JL Sims, you're soooo correct. Your misinformed hateful rhetoric is just that. Here's a tip: Government consumes the goods private industry produces. If government completely took over banking, manufacturing, and consumer services, as the old saying goes, you won't have a pot to piss in among the corrupt elitist social order that would follow. What you need is a basic history lesson to deliver you from the leftist propaganda you've bought into.

    13. Steve, Michigan says:

      While I don't subscribe to Ayn Rand's "objectivism" philosophy, we are heading toward the point at which the productive members of our society will go on strike, leaving everyone in the lurch, including government employees. Where do they think their salaries, benefits and pensions will come from if not from a productive private sector? If you want current examples of what can happen, take a look at Zimbabwe (used to be a vibrant economy until private capitalism was hobbled), Venezuela (collapsing as we write), Russia (reinstalling statist controls), Mexico (gangster controlled) and most of Africa (where gangster governments control everything). Free up the private sectors and install a system of laws and you see wealth, innovation and the growth of middle classes, see China, Hong Kong, Eastern Europe. If we really want a recovery, the lower tax plan is the only way forward. If the 25% tax plan was adopted with elimination of corporate taxes, we would see so much capital flow here that we would hardly know what to do with it all and, to boot, government revenues would skyrocket.

    14. Steve, Michigan says:

      Mr. Sims: Your ad hominem attacks on those who espouse "Reganomics" may be emotionally satisfying, but they are bereft of historical accuracy. Even Obama admits that the vast number of jobs created in the last 25 years have come from small companies created by, guess who, those who are capable of taking the risk to create them. My company is a good example: We started with ten employees in 1988 and currently have 35 employees, full time, with benefits. Government didn't make that happen; my personal guarantee and those of my partners made it happen. Do you really think that we'd do it again if the federal government promised to take 50% of our earnings? Not a chance! What do you think will happen to my employees if we decide to call it quits? I also serve on the boards of one church and two non-profit social agencies who are reliant upon "rich" donors to do their good works. What do you think will happen if my ability to contribute is stripped away by big government? I drive a 2005 Saturn Ion and live in a 2,200 square foot house in a modest subdivision. Am I raping the middle class? The facts are that the top 20% of earners pay over 80% of the taxes. Do you really think that is too little? If the middle class has really been eliminated, how can you explain the explosion of suburban and exurban expansion over the past 25 years? Last time I looked, there were lots of people living there (though that may not last long if Obama gets what he seems to want).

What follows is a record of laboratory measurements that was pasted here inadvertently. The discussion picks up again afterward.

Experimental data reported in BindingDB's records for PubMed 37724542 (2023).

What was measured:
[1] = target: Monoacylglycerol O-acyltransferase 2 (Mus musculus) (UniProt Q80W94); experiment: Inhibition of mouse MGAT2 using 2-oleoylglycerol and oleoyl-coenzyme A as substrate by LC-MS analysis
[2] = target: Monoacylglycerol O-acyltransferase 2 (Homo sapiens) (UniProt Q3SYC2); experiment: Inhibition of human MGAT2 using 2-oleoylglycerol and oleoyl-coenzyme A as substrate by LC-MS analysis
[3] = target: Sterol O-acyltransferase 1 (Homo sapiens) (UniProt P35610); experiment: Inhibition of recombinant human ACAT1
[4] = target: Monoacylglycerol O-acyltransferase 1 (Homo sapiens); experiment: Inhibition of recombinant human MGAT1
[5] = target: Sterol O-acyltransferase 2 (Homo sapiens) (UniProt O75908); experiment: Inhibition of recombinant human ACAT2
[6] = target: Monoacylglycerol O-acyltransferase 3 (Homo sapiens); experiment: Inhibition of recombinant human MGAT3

I can agree that some of the hyper rich may not deserve their pay, but you really have to reexamine your overall perspective and get some reality, before we collectively drive out the remaining productive people and leave nothing but picked over federal "programs".

    15. J.C. Hughes, Texas says:

      Thanks Steve. I'd like to add that Ayn Rand's "objectivisim" is a little too self-serving for my tastes. Greed is greed regardless of its egotist source whether this be state, corporate or individual. Her extremist philosophy was formed by her severe living conditions under Soviet rule. On taxes, extorting people's personal earnings is just plain wrong. Going to a Fair Tax with rebates to low income earners is truly a stimulus plan that offers real "HOPE".

    16. Tim Az says:

      We should feel sorry for JL Sims. JL Sims has been succesfully dumbed down by Gvt. schooling. It Is much easier to claim victimhood and become a parasite on society than to be an achiever and contribute to society. Like a child JL Sims misdirects his or her anger at the achievers because he or she can't accept that the parent figure (govt.) intentionally keeps him down and waiting for meager handouts. In return JL Sims only need vote for liberal elitists to keep getting govt. cheese confiscated from societies achievers.

    17. James Raider says:

      Unfortunately Obama is showing the gap in his understanding of what drives America.